Day 4 of #31DaysOfTré – Some CF Stats

Day 4 of #31DaysOfTré – Some CF Stats

For whatever reason, I'm fascinated with numbers and statistics, so this post is going to be some stats about CF to put things into a bit of a perspective.

Some numbers about the CF population

According to the CF Foundation, there are 30,000 Americans with CF and about 70,000 worldwide. From my own input, I think those numbers are probably larger in reality because, as we learn more about CF, diagnostic definitions are likely going to become more expansive, but I digress.

CF is considered a rare disease, but 30,000 Americans having it seems like a pretty large number, at least at first glance. 

By comparison, 70,000 people with CF across the world would be just short of filling the Georgia Dome to capacity.

30,000 American people with CF would barely fill InfoCision Stadium where the Akron Zips football team plays. 

Those aren't large amounts of people.

To inherit CF, both parents must be carriers. Across the United States (again according to the CF Foundation), more than 10 million Americans are carriers of a mutation of CF.

Based on the 2016 Census (city populations; not metropolitan), 10 million people is approximately equivalent to the populations of Los Angeles, Chicago, Houston, and San Jose combined. Again, that sounds like a lot, but not when considering the US is comprised of about 323 million people based on the 2016 census.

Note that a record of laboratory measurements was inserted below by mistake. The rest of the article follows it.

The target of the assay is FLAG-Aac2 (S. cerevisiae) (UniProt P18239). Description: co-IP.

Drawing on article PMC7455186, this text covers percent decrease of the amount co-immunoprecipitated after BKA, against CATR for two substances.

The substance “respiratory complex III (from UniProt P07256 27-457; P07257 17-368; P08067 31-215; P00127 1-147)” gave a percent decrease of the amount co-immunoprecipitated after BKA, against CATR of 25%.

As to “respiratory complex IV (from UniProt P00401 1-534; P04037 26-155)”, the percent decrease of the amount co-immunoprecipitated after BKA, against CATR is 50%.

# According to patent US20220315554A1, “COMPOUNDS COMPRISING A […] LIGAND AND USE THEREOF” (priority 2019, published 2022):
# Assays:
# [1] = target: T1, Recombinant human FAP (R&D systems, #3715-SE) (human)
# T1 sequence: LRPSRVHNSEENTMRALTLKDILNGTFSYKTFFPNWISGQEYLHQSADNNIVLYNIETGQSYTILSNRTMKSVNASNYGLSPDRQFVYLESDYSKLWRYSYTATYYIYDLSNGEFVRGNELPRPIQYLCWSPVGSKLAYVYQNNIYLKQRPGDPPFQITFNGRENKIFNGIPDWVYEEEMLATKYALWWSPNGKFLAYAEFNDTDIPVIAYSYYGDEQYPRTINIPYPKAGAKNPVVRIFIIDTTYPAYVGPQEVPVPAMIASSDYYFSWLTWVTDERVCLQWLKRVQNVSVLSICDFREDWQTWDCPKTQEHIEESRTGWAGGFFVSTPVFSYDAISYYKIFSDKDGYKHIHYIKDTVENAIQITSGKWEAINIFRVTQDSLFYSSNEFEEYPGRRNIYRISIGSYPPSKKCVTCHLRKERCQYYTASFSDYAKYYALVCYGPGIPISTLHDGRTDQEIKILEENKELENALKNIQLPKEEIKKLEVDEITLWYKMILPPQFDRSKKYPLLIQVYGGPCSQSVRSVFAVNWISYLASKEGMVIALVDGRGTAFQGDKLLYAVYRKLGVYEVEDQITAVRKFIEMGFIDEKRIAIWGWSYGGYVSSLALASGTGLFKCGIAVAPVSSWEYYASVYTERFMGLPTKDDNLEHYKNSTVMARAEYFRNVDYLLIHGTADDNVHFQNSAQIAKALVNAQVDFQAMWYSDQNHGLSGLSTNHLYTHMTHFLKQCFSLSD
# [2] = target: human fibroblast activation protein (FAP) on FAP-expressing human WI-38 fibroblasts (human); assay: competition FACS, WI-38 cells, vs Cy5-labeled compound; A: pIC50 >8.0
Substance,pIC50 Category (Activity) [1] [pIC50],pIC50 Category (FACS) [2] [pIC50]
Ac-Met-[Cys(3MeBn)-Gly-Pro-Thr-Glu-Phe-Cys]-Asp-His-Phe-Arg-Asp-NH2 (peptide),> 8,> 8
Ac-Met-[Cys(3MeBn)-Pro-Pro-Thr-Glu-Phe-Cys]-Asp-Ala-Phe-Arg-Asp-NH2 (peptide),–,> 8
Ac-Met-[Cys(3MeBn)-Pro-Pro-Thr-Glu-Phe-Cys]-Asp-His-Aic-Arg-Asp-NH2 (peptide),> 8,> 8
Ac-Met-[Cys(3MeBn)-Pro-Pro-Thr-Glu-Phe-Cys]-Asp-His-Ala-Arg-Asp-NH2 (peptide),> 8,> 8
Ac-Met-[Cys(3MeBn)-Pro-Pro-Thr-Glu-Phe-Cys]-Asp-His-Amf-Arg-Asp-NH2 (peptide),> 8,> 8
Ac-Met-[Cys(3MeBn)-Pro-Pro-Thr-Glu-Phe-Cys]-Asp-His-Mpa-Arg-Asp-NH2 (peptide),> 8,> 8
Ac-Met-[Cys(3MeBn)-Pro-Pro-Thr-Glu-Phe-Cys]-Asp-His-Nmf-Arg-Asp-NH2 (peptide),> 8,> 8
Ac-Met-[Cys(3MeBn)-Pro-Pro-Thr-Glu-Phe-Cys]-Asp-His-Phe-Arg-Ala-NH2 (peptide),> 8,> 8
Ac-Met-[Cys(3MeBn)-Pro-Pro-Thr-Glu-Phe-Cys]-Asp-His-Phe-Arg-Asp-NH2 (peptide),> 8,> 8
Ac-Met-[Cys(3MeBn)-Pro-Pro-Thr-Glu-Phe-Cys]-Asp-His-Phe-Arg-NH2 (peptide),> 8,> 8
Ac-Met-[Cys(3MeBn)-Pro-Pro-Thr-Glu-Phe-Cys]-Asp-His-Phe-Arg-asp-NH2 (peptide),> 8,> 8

There are tons of other stats regarding different subpopulations of the CF community – rates of different mutations, patients affected by different clinical presentations, etc – but I feel as though those would detract from the overall point of this piece, but I'll probably delve into them in a future piece to demonstrate the overall heterogeneity of the population.

Some numbers on my life with CF directly

As I discussed in yesterday's piece, I take lots and lots of pills and spend a good amount of time doing treatments. I didn't get into too much of the detail because I wanted to spend some time on that today. 

I split the types of medication I take into two groups: my daily maintenance meds and my enzymes. The daily maintenance meds are the ones I take morning and night and my enzymes are the pancreatic enzymes I take every time I eat. I split them because the daily maintenance meds are taken exactly the same each day of the week, whereas my enzymes are taken dependent on how much I eat daily.

My morning medicines are the same on Monday, Wednesday, and Friday – my anti-inflammatory and vitamin D are only taken three times a week – and the same on Tuesday, Thursday, Saturday, and Sunday. My evening meds are the same every night.

Monday, Wednesday, Friday morning = 8 pills per.

Tuesday, Thursday, Saturday, and Sunday morning = 6 pills per.

Evening meds = 6 pills per. 

That's a total of 90 (non-enzyme) pills a week, which is 4,680 pills per 52-week year.

Since enzymes are taken depending on how much I eat a day, I calculated a range for those. On days I eat less, I assumed 3 meals – I take 5 enzymes with meals – and 3 snacks – 4 enzymes with snacks. On days where I workout more and eat more, I assume 4 meals and 5 snacks. That's a range of 27 to 40 enzymes a day. Over the course of a 52-week year, that's a range of 9,828 to 14,560 enzymes a year.